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The Valentine’s Day trap

The Valentine’s Day trap

by Grace Ormsby | February 13, 2020 | 1 minute read

Australians are less enamored by the notion of Valentine’s Day than they have been in previous years, with a new survey revealing money and relationship finances are a major factor at play.

Valentines Day dinner
Valentines Day dinner
by Grace Ormsby
February 13, 2020

According to a new survey from ME Bank, 55 per cent of Australians who are forfeiting the day for love declarations are doing so because it’s a waste of money.

A further 40 per cent believe Valentine’s Day is “purely a way for florists and card companies to cash in”.

Just 49 per cent of Australian couples have indicated they will be celebrating the occasion, down from last year’s 56 per cent who indicated the same.

A tightening of Australians’ spending habits thanks to the economic downturn means “it’s no surprise that fewer couples are planning to spend money on Valentine’s Day this year”, commented ME’s money expert, Matthew Read.

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The survey comes as the CEO of MyCRA Lawyers, Graham Doessel, has flagged the importance of working through credit file compatibility with a partner, explaining that Australians need to put finance before romance this Valentine’s Day.

With one of the root causes of marriage break-down being financial incompatibility, family lawyer Patrick Earl of ADS Law has stated that “marriage is like a business and you’re both in the business together”.

He’s had cases of clients getting divorced where they have “tried to argue that they should not be liable for their partner’s financial decisions, but often they are”.

Mr Doessel flagged how a change to credit reporting means a happy couple could very easily find out they can’t take that next step of buying a house.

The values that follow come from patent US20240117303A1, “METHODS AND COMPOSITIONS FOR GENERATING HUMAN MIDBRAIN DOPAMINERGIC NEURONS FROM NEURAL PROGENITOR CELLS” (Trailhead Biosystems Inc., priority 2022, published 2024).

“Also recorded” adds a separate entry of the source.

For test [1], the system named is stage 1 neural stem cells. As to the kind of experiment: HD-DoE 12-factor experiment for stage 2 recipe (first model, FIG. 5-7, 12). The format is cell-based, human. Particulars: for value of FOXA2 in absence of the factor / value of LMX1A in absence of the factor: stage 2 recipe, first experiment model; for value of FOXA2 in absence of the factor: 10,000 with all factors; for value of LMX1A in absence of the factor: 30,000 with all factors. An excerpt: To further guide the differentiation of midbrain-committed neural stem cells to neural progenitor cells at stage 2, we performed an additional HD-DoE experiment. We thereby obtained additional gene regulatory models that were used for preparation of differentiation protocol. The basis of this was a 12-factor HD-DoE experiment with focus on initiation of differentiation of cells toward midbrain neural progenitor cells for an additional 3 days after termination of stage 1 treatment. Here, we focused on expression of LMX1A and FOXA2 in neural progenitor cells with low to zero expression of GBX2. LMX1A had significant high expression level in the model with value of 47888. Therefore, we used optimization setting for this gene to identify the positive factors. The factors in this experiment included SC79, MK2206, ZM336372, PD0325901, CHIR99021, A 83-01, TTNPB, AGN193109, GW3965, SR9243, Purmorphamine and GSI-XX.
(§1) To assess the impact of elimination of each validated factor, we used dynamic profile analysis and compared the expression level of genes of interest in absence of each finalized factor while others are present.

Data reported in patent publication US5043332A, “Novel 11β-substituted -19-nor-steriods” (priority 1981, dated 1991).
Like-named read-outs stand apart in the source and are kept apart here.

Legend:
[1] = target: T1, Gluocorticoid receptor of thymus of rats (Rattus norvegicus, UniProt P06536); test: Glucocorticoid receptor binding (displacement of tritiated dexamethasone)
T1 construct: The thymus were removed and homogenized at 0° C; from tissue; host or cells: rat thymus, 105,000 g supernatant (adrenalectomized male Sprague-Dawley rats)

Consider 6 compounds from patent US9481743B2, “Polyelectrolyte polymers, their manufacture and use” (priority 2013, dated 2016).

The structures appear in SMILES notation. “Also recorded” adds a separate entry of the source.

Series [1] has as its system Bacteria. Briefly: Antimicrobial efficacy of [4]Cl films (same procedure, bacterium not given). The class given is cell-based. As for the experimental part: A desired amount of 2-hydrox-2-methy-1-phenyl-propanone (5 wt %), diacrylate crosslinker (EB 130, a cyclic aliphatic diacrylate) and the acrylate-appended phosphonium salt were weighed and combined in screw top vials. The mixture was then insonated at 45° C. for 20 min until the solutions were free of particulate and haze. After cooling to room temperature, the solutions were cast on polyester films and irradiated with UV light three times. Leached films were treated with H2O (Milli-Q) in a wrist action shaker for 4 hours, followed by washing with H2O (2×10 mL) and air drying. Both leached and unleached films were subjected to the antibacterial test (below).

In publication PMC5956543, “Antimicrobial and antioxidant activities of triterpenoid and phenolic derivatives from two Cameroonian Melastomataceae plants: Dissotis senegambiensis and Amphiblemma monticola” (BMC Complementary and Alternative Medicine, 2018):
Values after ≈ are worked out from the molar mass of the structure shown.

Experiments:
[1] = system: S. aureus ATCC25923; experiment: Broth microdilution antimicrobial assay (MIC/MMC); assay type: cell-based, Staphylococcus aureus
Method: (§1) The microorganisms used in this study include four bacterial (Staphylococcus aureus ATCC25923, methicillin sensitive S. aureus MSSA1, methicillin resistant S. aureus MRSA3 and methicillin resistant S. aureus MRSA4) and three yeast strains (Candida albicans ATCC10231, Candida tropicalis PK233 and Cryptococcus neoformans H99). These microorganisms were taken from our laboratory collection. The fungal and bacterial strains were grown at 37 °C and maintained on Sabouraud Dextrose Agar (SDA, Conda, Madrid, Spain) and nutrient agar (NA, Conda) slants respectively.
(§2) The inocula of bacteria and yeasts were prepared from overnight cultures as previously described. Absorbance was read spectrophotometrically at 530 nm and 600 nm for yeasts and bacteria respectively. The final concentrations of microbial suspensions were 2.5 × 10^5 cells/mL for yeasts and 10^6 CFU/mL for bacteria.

“Now, if you are 14 days late paying a bill, it goes on your credit file,” he said.

“Repayment history information means any creditor can report to a credit reporting body that you have missed a payment by just 14 days.”

Drawing on his work experience, the CEO outlined how “in some cases, one partner is even hiding their tardy bill paying from the other”.

“Often, it ruins both individuals’ credit rating because these late payments are now recorded.”

With financial stress “one of the biggest precursors to divorce”, Mr Doessel said he finds many of his firm’s clients have no idea that late bill payments could potentially be financially crippling.

“Often, the first [time] couples know about the missed payments is when they get rejected for a loan,” the CEO said.

“Before you know it, your credit is ruined for up to five years.”

With Valentine’s Day now upon us, Mr Doessel acknowledged that “probably the least romantic thing you could think of doing is laying bare your financial soul”.

“But if people compared credit file compatibility rather than star signs, the divorce rate would probably halve overnight,” he continued.

And with the finances of Australians becoming increasingly tight, ME Bank’s Mr Read has highlighted how Australians “shouldn’t feel pressured to spend money on Valentine’s Day”.

Especially in an environment where discretionary spending has been reported to have an impact on an individual’s mortgage serviceability.

The spending sentiment is clearly widespread, with a large majority of Australians who have indicated they will be celebrating the day with a loved one considering that it’s “the thought that counts, not the amount spent”. 

The Valentine’s Day trap
Valentines Day dinner
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